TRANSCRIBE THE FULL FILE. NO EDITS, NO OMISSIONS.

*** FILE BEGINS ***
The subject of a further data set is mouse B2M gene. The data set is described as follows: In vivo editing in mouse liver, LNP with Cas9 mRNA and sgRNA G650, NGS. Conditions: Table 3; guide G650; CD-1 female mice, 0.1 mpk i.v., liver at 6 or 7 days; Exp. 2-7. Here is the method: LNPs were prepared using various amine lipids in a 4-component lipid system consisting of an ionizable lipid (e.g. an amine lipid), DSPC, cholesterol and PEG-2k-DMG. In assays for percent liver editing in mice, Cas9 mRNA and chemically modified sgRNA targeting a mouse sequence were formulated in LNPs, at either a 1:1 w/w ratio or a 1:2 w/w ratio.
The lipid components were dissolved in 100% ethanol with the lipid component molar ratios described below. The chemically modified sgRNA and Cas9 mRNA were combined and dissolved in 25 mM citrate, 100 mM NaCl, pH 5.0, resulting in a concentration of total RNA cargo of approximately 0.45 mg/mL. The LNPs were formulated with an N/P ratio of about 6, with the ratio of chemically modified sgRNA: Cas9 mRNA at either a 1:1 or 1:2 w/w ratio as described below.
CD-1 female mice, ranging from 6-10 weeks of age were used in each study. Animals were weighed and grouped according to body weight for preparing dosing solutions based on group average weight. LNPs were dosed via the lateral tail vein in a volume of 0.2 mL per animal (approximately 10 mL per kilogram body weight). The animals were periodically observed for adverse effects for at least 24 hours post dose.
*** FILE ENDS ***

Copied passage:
The subject of a further data set is mouse B2M gene. The data set is described as follows: In vivo editing in mouse liver, LNP with Cas9 mRNA and sgRNA G650, NGS. Conditions: Table 3; guide G650; CD-1 female mice, 0.1 mpk i.v., liver at 6 or 7 days; Exp. 2-7. Here is the method: LNPs were prepared using various amine lipids in a 4-component lipid system consisting of an ionizable lipid (e.g. an amine lipid), DSPC, cholesterol and PEG-2k-DMG. In assays for percent liver editing in mice, Cas9 mRNA and chemically modified sgRNA targeting a mouse sequence were formulated in LNPs, at either a 1:1 w/w ratio or a 1:2 w/w ratio.
The lipid components were dissolved in 100% ethanol with the lipid component molar ratios described below. The chemically modified sgRNA and Cas9 mRNA were combined and dissolved in 25 mM citrate, 100 mM NaCl, pH 5.0, resulting in a concentration of total RNA cargo of approximately 0.45 mg/mL. The LNPs were formulated with an N/P ratio of about 6, with the ratio of chemically modified sgRNA: Cas9 mRNA at either a 1:1 or 1:2 w/w ratio as described below.
CD-1 female mice, ranging from 6-10 weeks of age were used in each study. Animals were weighed and grouped according to body weight for preparing dosing solutions based on group average weight. LNPs were dosed via the lateral tail vein in a volume of 0.2 mL per animal (approximately 10 mL per kilogram body weight). The animals were periodically observed for adverse effects for at least 24 hours post dose.